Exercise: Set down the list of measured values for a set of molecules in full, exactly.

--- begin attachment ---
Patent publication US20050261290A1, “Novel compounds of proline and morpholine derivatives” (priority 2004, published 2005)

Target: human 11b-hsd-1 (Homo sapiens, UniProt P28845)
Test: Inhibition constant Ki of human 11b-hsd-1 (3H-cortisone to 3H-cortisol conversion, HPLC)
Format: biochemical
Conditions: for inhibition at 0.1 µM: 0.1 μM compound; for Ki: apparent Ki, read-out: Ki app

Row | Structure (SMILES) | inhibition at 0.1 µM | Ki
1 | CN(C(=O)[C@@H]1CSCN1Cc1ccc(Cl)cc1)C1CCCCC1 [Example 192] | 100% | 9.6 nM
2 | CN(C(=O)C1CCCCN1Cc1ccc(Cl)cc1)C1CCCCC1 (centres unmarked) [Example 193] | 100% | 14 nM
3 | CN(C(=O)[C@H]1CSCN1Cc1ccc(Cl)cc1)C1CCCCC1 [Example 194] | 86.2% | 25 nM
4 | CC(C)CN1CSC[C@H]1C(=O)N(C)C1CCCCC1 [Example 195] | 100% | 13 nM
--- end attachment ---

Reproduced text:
Patent publication US20050261290A1, “Novel compounds of proline and morpholine derivatives” (priority 2004, published 2005)

Target: human 11b-hsd-1 (Homo sapiens, UniProt P28845)
Test: Inhibition constant Ki of human 11b-hsd-1 (3H-cortisone to 3H-cortisol conversion, HPLC)
Format: biochemical
Conditions: for inhibition at 0.1 µM: 0.1 μM compound; for Ki: apparent Ki, read-out: Ki app

Row | Structure (SMILES) | inhibition at 0.1 µM | Ki
1 | CN(C(=O)[C@@H]1CSCN1Cc1ccc(Cl)cc1)C1CCCCC1 [Example 192] | 100% | 9.6 nM
2 | CN(C(=O)C1CCCCN1Cc1ccc(Cl)cc1)C1CCCCC1 (centres unmarked) [Example 193] | 100% | 14 nM
3 | CN(C(=O)[C@H]1CSCN1Cc1ccc(Cl)cc1)C1CCCCC1 [Example 194] | 86.2% | 25 nM
4 | CC(C)CN1CSC[C@H]1C(=O)N(C)C1CCCCC1 [Example 195] | 100% | 13 nM